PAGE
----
So for this months Attachment Parenting International's Blog Carnival, the subject is Feed With Love and Respect.
When your baby is born, one of the first things you do is hold her, comfort her, and then feed her. Whether you plan to nurse or bottle feed, you always want to let your baby know how much you love her, care for her, and respect this new little person in your life.
If you are a nursing mother, you know it is important to listen to your baby's cues. Since nursing babies tend to eat more often, at least in the beginning, then formula fed babies, it is important to listen to your baby, and feed her, before she is to the point of crying. Beyond this point, it may be harder for her to latch until she has calmed down.
Remember, breastfeeding has mutual benefits for both her as well as you. She gets antibodies and brain building nutrients, and you get burnt calories, possible prevention against future breast cancer, and, of course, bonding time with your little one. It is also a natural comforting tool for your little one when they are hurt or sick.
Nursing beyond 1 year is also very beneficial. Mom's milk changes with the child's needs and age. It increases during growth spurts, and helps a growing toddler's brain develop during crucial periods of brain development.
Don't listen to those who tell you when you should stop nursing your child. Practice child led weaning. Forced weaning has been shown to cause other problems, such as attachment problems, down the road. Let her be your guide, as to when SHE is ready to stop nursing.
If there is an older sibling who wants to participate, let them, by giving them jobs during a nursing session...like getting a burp cloth, or, depending on the age of the child, getting mom a drink! (You should always drink plenty of water during every nursing session!)
No matter how you decide to feed your baby, feeding time is always a great way for mother child bonding. When you bottle feed, remember to NEVER prop a bottle. This may not only cause choking, but inhibits your child's bonding experience.
Hold the bottle as close to the breast as possible. This works for comfort, and it may help your baby to relax so she has a better meal. Always maintain eye contact, and try to switch sides, just as you would for nursing...this also helps to develop eye muscles!! Always talk, sing, and
Just as you would with nursing, feed on cue! Many mothers who are bottle nursing are led to believe their baby NEEDS to be on a schedule. This is NOT true! Just as a nursing baby, a bottle fed baby will let you know when she is hungry. Even if she only drinks a little, she may just need a little extra mommy time!
If you are using a pacifier, hold your baby while she sucks. This is also a great way to calm and comfort your baby. :)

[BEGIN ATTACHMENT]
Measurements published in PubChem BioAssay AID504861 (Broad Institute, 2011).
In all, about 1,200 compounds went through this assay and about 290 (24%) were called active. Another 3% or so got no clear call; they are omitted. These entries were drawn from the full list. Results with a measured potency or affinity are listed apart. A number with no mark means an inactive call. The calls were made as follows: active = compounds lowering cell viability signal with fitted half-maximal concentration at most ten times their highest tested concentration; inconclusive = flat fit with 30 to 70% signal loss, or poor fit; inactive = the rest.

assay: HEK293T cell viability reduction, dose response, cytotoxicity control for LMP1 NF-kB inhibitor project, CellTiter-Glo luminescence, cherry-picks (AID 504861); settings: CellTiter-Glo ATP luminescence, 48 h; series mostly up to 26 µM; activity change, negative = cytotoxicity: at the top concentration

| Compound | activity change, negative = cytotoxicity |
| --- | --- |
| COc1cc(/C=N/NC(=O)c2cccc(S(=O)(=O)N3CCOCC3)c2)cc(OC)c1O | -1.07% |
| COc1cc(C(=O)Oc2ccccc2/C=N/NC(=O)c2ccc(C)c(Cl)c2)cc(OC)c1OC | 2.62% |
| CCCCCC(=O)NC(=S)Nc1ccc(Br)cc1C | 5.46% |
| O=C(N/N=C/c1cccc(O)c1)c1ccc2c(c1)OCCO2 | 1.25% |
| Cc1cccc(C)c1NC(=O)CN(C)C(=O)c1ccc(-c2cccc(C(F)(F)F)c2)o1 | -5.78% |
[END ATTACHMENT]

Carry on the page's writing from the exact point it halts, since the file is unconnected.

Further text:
Weaning off the bottle should go just as weaning off the breast. Granted, from experience, you should not let your child ever go to bed with a bottle, or use the bottle for extended periods of time during the day, lest you have a child with dental problems.
If your baby has older siblings, help them feel a part of the baby's feeding by letting them hold the bottle, or even the baby and the bottle, depending on the age of the child.
Introduction Of Solid Foods:
Just like you should not force the weaning of a breastfeeding child, you should never try to force solids. For the first year of life, a baby only needs breastmilk or formula. Solids are really only for practice, and have no real nutritional value. Always offer the breast or a bottle before offering solids. If your baby does not seem ready, then try again in a week or so. Let your baby be your guide on what they like, how much they want, and if they even want any. Lastly, always start with foods that will not cause an allergy, and always start with single food items.
Leading The Way For Good Nutrition:
You want your child to eat healthy. We all do!!! When we model proper nutrition, our children will follow.
Make sure you are choosing a variety of healthy fruits, vegetables, and other foods, so that your child will also want to try these foods as well.
Make sure to make one meal, usually dinner, family time. When you do this, your child knows that they are part of the family, and helps them feel connected to you. Studies also show that kids who have families that eat dinner together, do better in school, activities, and sports, and have a higher self esteem, then kids with families who do not share dinner together.
Never use food as a reward or punishment or force foods, or force cleaning their plate, and if you are afraid of what your child may eat if not restricted, make it a habit to keep only healthy snacks and foods in the house.
Remember, no matter what the age, mealtime should be fun, healthy, and a relaxing time for the whole family!
My older 2 never really nursed, I still get quite upset over it! But luckily, my 3rd, who also did not eat much solid food until over a year, nursed until 2 years!!! I am hoping that the baby nurses that long as well!
I am the mom of 4 wonderful kids, 3 boys and 1 girl. Looking at them, you know I have had many years working with and enriching the lives of children. I have an Associates (Magna Cum Laude) in Business Management, and a Bachelors in Early childhood Development and Education with a concentration in Child Psychology. I have almost 20 years in the Early Childhood field, and loving every minute of it! You can visit my site here